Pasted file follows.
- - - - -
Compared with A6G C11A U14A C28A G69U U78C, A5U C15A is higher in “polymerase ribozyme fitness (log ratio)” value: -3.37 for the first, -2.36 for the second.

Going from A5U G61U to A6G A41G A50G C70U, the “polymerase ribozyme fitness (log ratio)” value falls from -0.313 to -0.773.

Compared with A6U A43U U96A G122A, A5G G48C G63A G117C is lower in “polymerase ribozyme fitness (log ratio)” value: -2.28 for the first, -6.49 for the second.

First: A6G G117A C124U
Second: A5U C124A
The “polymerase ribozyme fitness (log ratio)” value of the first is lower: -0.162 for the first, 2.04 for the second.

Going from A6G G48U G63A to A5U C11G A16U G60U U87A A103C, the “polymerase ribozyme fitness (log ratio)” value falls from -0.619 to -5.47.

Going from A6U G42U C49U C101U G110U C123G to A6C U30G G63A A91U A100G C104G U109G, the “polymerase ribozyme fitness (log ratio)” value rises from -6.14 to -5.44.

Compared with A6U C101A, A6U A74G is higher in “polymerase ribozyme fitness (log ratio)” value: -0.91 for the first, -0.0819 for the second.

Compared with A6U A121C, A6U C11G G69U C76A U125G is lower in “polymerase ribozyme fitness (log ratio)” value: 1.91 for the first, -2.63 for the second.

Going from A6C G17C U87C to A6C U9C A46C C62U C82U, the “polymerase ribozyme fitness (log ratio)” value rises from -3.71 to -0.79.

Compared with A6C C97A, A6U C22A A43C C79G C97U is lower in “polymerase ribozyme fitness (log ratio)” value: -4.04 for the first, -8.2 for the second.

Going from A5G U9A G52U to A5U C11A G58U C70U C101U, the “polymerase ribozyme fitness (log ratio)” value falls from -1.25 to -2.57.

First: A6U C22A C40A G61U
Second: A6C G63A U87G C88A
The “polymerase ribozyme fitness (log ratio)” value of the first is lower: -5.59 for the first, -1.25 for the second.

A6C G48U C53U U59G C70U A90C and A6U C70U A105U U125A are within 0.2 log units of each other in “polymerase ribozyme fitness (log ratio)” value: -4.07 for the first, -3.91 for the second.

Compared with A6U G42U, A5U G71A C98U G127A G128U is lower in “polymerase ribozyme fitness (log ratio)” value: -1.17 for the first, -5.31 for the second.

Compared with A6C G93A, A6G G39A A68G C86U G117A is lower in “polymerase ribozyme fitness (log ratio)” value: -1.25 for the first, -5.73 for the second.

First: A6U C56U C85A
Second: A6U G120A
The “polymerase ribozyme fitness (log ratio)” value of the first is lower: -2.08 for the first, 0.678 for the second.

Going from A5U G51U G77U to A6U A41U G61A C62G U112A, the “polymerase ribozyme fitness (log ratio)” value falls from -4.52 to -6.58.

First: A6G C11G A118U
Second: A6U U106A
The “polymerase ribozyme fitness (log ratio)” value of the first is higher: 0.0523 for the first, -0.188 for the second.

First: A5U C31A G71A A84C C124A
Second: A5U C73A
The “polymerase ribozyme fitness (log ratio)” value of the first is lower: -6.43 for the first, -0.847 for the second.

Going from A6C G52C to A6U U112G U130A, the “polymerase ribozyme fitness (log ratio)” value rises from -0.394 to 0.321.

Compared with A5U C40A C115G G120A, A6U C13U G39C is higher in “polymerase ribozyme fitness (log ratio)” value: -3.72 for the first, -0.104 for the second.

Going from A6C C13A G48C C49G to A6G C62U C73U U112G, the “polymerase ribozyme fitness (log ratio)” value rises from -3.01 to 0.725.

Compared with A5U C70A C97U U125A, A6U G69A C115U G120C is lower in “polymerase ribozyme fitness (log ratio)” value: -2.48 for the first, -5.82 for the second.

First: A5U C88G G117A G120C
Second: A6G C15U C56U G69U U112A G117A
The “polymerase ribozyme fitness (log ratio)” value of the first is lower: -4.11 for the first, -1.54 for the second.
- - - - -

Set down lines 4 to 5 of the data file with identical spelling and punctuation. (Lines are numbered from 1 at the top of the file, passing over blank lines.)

First: A6G G117A C124U
Second: A5U C124A